Gripping, compelling, involving, and at times confusing, A Mighty Heart is a standout drama led by the powerful performance of Angelina Jolie. The tragic tale of reporter Daniel Pearl makes for outstanding cinema in the face of the events themselves. Michael Winterbottom’s hectic direction lends an air of panic and authenticity that creates the superb atmosphere which makes it impossible to stop watching.
The opening 20 minutes, filled with spectacular footage of Pakistan to set the tone, are rapid fire. Information is thrown at the viewer at nearly an impossible rate, while flashbacks further complicate matters. At times, this same pacing leaves little time for dialogue, and later scenes can be equally complex or even completely unexplained.
Once the film settles down into a tight, strict flow, A Mighty Heart begins to immerse the viewer in this woman’s struggle to find her husband amidst international tensions. Running slightly over an hour and a half, there is no wasted time. This is a movie trimmed to its bare minimum, effective in keeping viewers in their seats.
The chaos as Mariane Pearl is forced into a situation involving countless people from various locations across the world is captured in a documentary style. The performances are flawless to maintain this style, and keep the feel of realism high.
Jolie is the easiest to pick out of the group. When she learns of her husband's fate, it’s not just sorrow you’ll feel. The performance feels real, to the point where you want to leave her alone in the room. It’s nearly impossible to avoid becoming chocked up and feeling her pain.
As the frustration mounts from false news reports, e-mails, and a growing flock of journalists outside their location, A Mighty Heart handles all aspects of this situation. It is at times overwhelming, yet the confusion and chaos feel like a reflection on Pearl’s mental state, bringing the audience closer to this story. True stories are rarely presented on film better than this.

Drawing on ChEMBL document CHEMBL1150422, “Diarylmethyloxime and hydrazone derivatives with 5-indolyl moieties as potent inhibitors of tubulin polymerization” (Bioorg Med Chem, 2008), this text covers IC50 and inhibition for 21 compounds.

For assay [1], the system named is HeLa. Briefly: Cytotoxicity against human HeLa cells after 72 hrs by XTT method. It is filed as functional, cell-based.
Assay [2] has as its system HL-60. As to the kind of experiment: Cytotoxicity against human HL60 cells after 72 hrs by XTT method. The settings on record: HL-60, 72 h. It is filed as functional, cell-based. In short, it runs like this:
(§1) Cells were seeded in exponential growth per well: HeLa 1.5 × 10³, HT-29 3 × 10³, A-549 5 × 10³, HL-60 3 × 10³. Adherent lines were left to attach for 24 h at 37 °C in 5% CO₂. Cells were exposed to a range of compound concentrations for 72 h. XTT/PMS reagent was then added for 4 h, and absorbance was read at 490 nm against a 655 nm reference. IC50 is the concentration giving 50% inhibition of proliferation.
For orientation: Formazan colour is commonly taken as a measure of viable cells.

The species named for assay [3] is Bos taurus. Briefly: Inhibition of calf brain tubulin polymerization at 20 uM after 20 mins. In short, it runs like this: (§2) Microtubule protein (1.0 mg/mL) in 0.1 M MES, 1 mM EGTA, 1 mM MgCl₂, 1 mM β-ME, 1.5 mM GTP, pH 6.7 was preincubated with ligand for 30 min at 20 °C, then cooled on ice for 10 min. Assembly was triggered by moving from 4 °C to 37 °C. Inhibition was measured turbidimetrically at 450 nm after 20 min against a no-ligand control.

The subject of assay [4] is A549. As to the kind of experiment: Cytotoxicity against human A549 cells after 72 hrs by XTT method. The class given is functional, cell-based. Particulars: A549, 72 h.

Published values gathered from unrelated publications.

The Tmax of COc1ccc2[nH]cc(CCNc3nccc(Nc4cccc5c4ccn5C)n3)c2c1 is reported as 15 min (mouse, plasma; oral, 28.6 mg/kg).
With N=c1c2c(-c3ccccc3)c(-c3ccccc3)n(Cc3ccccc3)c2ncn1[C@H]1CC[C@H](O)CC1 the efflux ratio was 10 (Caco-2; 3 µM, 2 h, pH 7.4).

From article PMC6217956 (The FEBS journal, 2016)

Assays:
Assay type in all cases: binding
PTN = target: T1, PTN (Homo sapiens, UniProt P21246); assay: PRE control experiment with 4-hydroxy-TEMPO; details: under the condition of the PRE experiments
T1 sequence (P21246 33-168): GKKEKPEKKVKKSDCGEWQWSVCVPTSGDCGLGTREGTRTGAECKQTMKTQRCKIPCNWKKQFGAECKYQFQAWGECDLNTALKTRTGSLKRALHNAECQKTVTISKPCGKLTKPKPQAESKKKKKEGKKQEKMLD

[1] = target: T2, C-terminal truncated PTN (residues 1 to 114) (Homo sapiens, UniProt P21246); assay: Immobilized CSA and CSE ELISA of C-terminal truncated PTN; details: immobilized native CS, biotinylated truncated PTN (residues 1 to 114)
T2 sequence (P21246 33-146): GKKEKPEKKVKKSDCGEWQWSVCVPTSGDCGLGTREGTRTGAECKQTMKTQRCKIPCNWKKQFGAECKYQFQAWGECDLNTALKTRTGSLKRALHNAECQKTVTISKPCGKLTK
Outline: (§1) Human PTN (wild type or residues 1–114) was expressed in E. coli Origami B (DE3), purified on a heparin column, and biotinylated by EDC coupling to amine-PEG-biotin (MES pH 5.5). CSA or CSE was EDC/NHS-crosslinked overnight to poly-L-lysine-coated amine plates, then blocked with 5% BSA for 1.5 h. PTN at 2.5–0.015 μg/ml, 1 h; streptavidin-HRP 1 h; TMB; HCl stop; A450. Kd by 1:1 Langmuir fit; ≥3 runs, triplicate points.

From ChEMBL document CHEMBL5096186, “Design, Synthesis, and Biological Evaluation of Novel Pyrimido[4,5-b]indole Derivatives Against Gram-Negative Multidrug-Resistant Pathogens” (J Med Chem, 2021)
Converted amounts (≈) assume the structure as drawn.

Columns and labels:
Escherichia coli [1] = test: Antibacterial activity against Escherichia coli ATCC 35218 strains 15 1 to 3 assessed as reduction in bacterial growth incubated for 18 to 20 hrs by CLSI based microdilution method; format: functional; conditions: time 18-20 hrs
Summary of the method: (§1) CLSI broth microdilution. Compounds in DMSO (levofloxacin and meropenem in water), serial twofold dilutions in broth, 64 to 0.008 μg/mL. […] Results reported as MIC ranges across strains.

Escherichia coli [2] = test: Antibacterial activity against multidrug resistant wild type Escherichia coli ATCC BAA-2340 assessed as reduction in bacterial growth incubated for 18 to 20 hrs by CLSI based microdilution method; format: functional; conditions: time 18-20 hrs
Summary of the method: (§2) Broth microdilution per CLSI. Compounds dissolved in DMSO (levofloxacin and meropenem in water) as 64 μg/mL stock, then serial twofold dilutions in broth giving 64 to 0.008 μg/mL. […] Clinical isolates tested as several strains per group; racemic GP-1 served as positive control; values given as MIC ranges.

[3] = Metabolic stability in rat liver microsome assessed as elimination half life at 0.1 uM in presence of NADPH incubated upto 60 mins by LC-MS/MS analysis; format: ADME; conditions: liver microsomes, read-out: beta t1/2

Video quality is a disappointment here. Edge enhancement is frequent and ugly. Compression and color both have frequent problems, while the whites bleed out into other areas of the picture. Black levels fail to show depth.
A Dolby TrueHD mix is stronger than you might initially realize. City streets are active with audio coming from all angles. Shops are filled with chatter from every speaker, and cars move through the sound field. A nearly hidden soundtrack provides some decent bass to accompany the dialogue.
Extras are sparse, including a mundane making-of titled Journey of Passion. This 30-minute piece is comprised of the actors discussing their roles, padded by countless film clips to artificially extend the running time. Committee to Protect Journalists is a nine minute piece on the organization of the same name, while a PSA is included instructing viewers on where to donate to a fund in Pearl’s name.
A Mighty Heart is yet another movie based on a true story that comes to DVD with nothing on the actual people involved. While they’re discussed, they are never featured in archived interviews or footage which would seem the best way to give them screen time if new interviews weren’t possible. This trend needs to end.